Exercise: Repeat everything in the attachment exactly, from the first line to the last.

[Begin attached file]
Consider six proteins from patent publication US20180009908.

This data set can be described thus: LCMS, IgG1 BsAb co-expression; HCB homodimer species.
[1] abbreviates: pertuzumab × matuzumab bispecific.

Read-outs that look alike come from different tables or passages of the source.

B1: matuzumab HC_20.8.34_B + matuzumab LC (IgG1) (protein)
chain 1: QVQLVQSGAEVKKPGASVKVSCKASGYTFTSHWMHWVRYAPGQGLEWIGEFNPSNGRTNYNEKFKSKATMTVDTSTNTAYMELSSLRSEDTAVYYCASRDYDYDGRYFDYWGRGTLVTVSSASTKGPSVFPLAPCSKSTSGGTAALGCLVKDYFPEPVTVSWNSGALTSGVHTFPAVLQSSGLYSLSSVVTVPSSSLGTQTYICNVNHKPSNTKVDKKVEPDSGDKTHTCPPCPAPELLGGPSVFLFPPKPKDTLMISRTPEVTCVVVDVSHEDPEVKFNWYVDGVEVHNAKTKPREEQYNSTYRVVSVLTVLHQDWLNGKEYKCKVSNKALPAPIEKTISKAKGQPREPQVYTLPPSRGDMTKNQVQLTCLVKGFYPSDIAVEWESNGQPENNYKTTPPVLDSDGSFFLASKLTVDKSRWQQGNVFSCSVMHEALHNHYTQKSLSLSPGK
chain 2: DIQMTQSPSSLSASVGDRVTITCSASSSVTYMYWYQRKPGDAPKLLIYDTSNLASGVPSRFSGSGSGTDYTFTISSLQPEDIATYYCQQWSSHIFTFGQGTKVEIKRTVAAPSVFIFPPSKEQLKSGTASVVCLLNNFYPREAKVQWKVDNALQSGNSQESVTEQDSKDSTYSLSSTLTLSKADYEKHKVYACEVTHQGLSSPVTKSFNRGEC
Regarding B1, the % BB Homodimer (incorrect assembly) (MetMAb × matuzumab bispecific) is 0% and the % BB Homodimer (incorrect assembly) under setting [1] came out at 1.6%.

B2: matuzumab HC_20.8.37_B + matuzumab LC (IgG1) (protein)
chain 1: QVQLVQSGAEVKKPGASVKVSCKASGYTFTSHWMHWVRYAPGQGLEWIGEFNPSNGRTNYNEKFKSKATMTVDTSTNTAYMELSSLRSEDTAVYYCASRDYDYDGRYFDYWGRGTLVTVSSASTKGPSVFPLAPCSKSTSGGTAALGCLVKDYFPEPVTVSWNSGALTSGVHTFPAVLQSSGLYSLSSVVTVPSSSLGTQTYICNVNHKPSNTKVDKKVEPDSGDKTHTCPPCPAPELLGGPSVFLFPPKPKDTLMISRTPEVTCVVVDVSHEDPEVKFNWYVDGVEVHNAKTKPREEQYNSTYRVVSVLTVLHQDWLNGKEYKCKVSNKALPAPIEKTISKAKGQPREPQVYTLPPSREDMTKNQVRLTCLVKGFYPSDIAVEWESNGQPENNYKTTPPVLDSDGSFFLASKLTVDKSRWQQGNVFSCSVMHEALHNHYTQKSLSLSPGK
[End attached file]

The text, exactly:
Consider six proteins from patent publication US20180009908.

This data set can be described thus: LCMS, IgG1 BsAb co-expression; HCB homodimer species.
[1] abbreviates: pertuzumab × matuzumab bispecific.

Read-outs that look alike come from different tables or passages of the source.

B1: matuzumab HC_20.8.34_B + matuzumab LC (IgG1) (protein)
chain 1: QVQLVQSGAEVKKPGASVKVSCKASGYTFTSHWMHWVRYAPGQGLEWIGEFNPSNGRTNYNEKFKSKATMTVDTSTNTAYMELSSLRSEDTAVYYCASRDYDYDGRYFDYWGRGTLVTVSSASTKGPSVFPLAPCSKSTSGGTAALGCLVKDYFPEPVTVSWNSGALTSGVHTFPAVLQSSGLYSLSSVVTVPSSSLGTQTYICNVNHKPSNTKVDKKVEPDSGDKTHTCPPCPAPELLGGPSVFLFPPKPKDTLMISRTPEVTCVVVDVSHEDPEVKFNWYVDGVEVHNAKTKPREEQYNSTYRVVSVLTVLHQDWLNGKEYKCKVSNKALPAPIEKTISKAKGQPREPQVYTLPPSRGDMTKNQVQLTCLVKGFYPSDIAVEWESNGQPENNYKTTPPVLDSDGSFFLASKLTVDKSRWQQGNVFSCSVMHEALHNHYTQKSLSLSPGK
chain 2: DIQMTQSPSSLSASVGDRVTITCSASSSVTYMYWYQRKPGDAPKLLIYDTSNLASGVPSRFSGSGSGTDYTFTISSLQPEDIATYYCQQWSSHIFTFGQGTKVEIKRTVAAPSVFIFPPSKEQLKSGTASVVCLLNNFYPREAKVQWKVDNALQSGNSQESVTEQDSKDSTYSLSSTLTLSKADYEKHKVYACEVTHQGLSSPVTKSFNRGEC
Regarding B1, the % BB Homodimer (incorrect assembly) (MetMAb × matuzumab bispecific) is 0% and the % BB Homodimer (incorrect assembly) under setting [1] came out at 1.6%.

B2: matuzumab HC_20.8.37_B + matuzumab LC (IgG1) (protein)
chain 1: QVQLVQSGAEVKKPGASVKVSCKASGYTFTSHWMHWVRYAPGQGLEWIGEFNPSNGRTNYNEKFKSKATMTVDTSTNTAYMELSSLRSEDTAVYYCASRDYDYDGRYFDYWGRGTLVTVSSASTKGPSVFPLAPCSKSTSGGTAALGCLVKDYFPEPVTVSWNSGALTSGVHTFPAVLQSSGLYSLSSVVTVPSSSLGTQTYICNVNHKPSNTKVDKKVEPDSGDKTHTCPPCPAPELLGGPSVFLFPPKPKDTLMISRTPEVTCVVVDVSHEDPEVKFNWYVDGVEVHNAKTKPREEQYNSTYRVVSVLTVLHQDWLNGKEYKCKVSNKALPAPIEKTISKAKGQPREPQVYTLPPSREDMTKNQVRLTCLVKGFYPSDIAVEWESNGQPENNYKTTPPVLDSDGSFFLASKLTVDKSRWQQGNVFSCSVMHEALHNHYTQKSLSLSPGK